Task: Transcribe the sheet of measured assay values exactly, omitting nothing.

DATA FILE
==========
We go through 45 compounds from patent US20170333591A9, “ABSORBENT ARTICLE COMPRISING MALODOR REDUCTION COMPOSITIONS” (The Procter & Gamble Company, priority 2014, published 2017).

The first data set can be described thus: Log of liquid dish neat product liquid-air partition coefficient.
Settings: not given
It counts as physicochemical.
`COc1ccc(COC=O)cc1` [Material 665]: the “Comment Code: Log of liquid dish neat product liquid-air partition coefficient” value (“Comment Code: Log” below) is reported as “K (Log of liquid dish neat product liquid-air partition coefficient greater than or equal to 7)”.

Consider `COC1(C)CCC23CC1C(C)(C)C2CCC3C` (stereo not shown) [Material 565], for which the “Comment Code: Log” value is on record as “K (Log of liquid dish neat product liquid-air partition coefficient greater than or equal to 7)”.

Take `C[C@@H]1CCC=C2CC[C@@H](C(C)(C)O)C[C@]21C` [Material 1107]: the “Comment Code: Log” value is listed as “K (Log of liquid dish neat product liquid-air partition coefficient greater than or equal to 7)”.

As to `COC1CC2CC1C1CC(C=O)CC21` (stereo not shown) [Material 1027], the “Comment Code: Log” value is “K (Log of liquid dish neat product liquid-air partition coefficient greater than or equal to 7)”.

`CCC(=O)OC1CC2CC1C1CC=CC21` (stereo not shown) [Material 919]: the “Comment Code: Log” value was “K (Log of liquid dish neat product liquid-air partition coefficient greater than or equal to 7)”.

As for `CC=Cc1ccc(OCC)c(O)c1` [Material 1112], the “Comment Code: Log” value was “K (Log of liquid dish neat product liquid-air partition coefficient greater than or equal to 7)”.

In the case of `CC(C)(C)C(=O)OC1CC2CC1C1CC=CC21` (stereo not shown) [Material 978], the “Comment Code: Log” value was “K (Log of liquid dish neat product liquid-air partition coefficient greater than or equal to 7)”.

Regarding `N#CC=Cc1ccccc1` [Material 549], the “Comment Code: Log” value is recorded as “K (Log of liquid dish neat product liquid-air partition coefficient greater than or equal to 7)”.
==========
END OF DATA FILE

We go through 45 compounds from patent US20170333591A9, “ABSORBENT ARTICLE COMPRISING MALODOR REDUCTION COMPOSITIONS” (The Procter & Gamble Company, priority 2014, published 2017).

The first data set can be described thus: Log of liquid dish neat product liquid-air partition coefficient.
Settings: not given
It counts as physicochemical.
`COc1ccc(COC=O)cc1` [Material 665]: the “Comment Code: Log of liquid dish neat product liquid-air partition coefficient” value (“Comment Code: Log” below) is reported as “K (Log of liquid dish neat product liquid-air partition coefficient greater than or equal to 7)”.

Consider `COC1(C)CCC23CC1C(C)(C)C2CCC3C` (stereo not shown) [Material 565], for which the “Comment Code: Log” value is on record as “K (Log of liquid dish neat product liquid-air partition coefficient greater than or equal to 7)”.

Take `C[C@@H]1CCC=C2CC[C@@H](C(C)(C)O)C[C@]21C` [Material 1107]: the “Comment Code: Log” value is listed as “K (Log of liquid dish neat product liquid-air partition coefficient greater than or equal to 7)”.

As to `COC1CC2CC1C1CC(C=O)CC21` (stereo not shown) [Material 1027], the “Comment Code: Log” value is “K (Log of liquid dish neat product liquid-air partition coefficient greater than or equal to 7)”.

`CCC(=O)OC1CC2CC1C1CC=CC21` (stereo not shown) [Material 919]: the “Comment Code: Log” value was “K (Log of liquid dish neat product liquid-air partition coefficient greater than or equal to 7)”.

As for `CC=Cc1ccc(OCC)c(O)c1` [Material 1112], the “Comment Code: Log” value was “K (Log of liquid dish neat product liquid-air partition coefficient greater than or equal to 7)”.

In the case of `CC(C)(C)C(=O)OC1CC2CC1C1CC=CC21` (stereo not shown) [Material 978], the “Comment Code: Log” value was “K (Log of liquid dish neat product liquid-air partition coefficient greater than or equal to 7)”.

Regarding `N#CC=Cc1ccccc1` [Material 549], the “Comment Code: Log” value is recorded as “K (Log of liquid dish neat product liquid-air partition coefficient greater than or equal to 7)”.